There are many different opinions regarding OWS, but one thing all can agree upon is that it a form of a protest. Typically, a protest is an appeal to a system for change.
This appeal can be done through gatherings, displaying signs, or distributing information to inform others why you are protesting. Protests can also be violent or passive. However, the common denominator is still the appeal for a change and hoping that the higher power will notice and listen to you. Direct action is taking protesting a step further. Direct action is acting as if the standing structure has no power. Simply, it is no longer an appeal, but a defiance. Action also involves not only defying current laws, but also acting out the changes you wish to see. As an example, the Civil Rights Movement holds excellent examples of each. Protests would have been groups together holding signs asking for equal treatment, but direct action were the acts such as Rosa Parks sitting in the front of the bus. OWS, in my opinion, has aspects of both. There are defiant protests within the movements, such as the hoards of people holding signs asking for change, but I also feel that there is a degree of direct action. The OWSers directly violated several laws, granted they were mostly parks laws about camping and laws restricting park access and occupancy, but they were laws. However, some such as Noah Millman, feel that since the laws had nothing to do with the actual protest, OWS cannot qualify as direct action.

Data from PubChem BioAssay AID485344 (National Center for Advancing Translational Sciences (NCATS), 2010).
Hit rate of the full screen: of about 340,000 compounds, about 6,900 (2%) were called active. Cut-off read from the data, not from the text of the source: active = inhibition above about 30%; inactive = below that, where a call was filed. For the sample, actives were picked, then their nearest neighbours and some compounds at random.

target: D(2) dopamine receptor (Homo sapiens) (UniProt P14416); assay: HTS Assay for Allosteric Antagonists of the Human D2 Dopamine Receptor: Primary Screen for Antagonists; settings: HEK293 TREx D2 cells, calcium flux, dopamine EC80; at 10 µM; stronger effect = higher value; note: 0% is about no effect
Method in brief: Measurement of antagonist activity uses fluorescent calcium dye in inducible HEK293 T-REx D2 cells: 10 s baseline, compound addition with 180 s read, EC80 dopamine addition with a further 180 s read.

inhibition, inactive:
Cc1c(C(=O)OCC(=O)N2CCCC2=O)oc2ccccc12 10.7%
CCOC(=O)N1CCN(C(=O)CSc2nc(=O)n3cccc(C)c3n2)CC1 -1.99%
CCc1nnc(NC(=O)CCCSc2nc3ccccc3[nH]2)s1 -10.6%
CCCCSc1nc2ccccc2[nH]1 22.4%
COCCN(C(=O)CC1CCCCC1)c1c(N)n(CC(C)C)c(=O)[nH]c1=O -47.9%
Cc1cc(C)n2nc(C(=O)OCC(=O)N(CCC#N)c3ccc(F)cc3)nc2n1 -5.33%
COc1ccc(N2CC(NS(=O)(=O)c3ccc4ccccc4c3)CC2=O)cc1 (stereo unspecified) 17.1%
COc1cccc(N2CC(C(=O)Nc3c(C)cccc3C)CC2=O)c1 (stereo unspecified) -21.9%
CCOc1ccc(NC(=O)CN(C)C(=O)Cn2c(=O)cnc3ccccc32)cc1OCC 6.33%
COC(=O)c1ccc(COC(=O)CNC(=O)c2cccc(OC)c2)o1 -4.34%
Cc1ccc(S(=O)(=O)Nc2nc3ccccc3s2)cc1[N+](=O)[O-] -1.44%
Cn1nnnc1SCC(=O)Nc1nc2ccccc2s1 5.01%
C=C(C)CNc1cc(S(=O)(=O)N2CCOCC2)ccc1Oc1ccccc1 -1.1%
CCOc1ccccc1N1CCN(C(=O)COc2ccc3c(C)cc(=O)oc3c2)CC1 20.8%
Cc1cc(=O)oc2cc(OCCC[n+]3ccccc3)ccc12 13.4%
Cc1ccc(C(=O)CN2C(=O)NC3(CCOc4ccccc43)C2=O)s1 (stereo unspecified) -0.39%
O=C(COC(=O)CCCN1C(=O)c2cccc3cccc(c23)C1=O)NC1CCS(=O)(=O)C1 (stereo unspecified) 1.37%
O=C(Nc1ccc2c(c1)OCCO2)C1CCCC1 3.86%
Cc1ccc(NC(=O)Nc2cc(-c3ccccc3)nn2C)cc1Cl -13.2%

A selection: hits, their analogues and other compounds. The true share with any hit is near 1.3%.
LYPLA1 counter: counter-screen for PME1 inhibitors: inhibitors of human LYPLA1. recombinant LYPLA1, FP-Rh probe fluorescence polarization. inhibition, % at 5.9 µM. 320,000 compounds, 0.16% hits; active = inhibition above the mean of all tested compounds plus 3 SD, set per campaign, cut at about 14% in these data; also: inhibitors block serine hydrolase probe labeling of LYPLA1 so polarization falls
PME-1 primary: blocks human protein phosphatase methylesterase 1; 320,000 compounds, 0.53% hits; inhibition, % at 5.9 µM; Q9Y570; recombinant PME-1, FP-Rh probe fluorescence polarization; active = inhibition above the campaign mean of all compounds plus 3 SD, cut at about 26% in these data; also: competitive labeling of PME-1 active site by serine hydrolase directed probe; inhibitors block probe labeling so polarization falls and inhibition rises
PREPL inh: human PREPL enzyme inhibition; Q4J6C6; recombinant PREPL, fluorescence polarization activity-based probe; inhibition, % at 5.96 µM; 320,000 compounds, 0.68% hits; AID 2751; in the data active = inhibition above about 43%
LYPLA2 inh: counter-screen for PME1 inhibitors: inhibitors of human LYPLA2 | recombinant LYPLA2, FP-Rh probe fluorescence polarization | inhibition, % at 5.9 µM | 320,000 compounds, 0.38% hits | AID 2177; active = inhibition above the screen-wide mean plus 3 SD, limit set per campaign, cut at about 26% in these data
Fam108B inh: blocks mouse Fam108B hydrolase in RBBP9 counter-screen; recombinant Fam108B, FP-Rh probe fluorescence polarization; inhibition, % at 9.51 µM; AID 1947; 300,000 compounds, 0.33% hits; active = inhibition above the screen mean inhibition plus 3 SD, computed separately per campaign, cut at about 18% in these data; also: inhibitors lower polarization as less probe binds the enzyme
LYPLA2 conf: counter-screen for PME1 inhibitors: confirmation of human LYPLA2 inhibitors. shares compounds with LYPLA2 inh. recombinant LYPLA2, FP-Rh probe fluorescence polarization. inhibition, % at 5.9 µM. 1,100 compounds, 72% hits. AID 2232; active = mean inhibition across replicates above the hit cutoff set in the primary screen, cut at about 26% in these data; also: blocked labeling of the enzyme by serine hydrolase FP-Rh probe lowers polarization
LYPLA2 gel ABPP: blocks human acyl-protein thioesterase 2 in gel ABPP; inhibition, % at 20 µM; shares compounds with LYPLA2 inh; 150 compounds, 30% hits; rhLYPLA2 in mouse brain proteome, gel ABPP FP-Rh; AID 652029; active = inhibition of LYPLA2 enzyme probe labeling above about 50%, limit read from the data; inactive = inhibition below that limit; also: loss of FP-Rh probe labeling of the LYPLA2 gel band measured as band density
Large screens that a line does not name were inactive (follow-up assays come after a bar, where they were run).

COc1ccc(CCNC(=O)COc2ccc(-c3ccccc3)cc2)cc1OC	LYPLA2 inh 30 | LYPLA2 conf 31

I feel though that the more important aspect is how and why the laws were being broken.The OWS camps were not just about sign gathers; each OWS site became a functioning community with its own structure and rules. These small communes were part of the greater vision of OWS. So if the key components to direct action are breaking laws to obtain the system you wish to see, I feel that OWS accomplished this because they were thriving in a system separate from the American government and Wall Street.